Pearson media group, which publishes the Financial Times newspaper, hit its earnings goals yesterday but the advertising downturn mauled its flagship title and the company said there was no recovery in sight.
Shares closed up 38p at516p. Sales of college books and slimmer Internet losses powered 2002 earnings per share 42 per cent higher, offsetting declines in its newspaper and school textbook publishing and helping drive the group's battered shares more than four per cent higher.
Pearson chief executive Marjorie Scardino has bet everything on education, transforming the group from a jumble of assets into the world's biggest education publisher. But the company stressed yesterday that the FT remained core to its business despite the recent battering as advertisers scale back spending.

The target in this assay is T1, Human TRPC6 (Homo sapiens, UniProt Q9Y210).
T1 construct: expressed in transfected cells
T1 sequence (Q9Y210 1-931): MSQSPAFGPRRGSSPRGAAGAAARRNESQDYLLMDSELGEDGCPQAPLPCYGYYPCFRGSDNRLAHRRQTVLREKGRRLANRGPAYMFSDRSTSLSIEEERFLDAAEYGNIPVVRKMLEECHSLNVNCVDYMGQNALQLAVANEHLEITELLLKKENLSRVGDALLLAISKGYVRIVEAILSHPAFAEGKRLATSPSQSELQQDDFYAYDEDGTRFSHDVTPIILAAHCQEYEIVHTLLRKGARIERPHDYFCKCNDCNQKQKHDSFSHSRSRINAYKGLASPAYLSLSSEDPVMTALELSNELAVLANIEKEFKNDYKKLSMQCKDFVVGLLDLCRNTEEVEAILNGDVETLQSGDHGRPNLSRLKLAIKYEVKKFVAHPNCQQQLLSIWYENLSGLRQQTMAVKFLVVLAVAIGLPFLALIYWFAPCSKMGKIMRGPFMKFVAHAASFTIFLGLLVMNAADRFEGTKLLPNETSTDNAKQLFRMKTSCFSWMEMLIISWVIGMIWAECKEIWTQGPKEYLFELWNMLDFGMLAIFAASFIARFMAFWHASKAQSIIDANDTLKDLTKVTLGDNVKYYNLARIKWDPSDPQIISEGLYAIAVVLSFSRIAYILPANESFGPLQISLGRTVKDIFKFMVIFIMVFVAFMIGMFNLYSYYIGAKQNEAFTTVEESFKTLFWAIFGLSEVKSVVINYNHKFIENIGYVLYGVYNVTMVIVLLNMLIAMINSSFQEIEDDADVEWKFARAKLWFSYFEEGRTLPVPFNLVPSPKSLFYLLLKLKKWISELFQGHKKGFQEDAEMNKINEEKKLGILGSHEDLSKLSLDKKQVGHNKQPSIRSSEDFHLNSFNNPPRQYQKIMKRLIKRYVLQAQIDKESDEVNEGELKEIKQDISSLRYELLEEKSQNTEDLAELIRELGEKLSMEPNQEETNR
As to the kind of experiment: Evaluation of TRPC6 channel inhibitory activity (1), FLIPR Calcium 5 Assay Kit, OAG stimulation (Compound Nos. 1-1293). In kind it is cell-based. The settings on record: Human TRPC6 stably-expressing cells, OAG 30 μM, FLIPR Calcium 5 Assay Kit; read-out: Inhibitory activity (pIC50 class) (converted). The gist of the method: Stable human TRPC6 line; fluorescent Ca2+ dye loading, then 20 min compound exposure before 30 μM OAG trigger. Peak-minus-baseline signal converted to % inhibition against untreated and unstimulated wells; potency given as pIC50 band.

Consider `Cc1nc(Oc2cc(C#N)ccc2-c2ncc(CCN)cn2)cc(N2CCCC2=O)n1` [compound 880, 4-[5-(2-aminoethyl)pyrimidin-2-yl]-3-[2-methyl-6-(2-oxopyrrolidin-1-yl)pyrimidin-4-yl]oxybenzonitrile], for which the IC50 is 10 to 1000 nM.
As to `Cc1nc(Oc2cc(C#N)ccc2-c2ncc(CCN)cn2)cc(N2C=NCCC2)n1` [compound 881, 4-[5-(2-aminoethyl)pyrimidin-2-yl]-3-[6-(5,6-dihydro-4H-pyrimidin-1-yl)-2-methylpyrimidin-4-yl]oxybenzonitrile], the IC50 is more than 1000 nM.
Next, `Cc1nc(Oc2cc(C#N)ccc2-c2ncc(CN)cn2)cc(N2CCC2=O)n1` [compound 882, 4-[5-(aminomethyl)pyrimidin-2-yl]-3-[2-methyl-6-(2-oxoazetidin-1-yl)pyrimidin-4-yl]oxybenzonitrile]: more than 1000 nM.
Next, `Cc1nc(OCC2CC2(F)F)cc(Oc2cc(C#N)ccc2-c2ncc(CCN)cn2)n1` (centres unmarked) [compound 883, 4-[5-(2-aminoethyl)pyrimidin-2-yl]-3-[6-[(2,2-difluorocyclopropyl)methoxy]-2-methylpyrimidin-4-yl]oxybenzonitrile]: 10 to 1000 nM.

'We're seeing no signs of an advertising recovery yet,' Pearson finance director Rona Fairhead said.
'Marjorie says the FT would be sold over her dead body and she's still very much alive.'
Pre-tax profits rose to pounds 399 million in the year to the end of December 2002, from a previous pounds 294 million, on sales of pounds 4.32 billion. Analysts had forecast pre-tax profits of pounds 383-404 million.
Pearson also beat its goal of 40 per cent growth in earnings per share at 30.3p and the finance director said she was 'pretty confident' the group would meet double-digit earnings …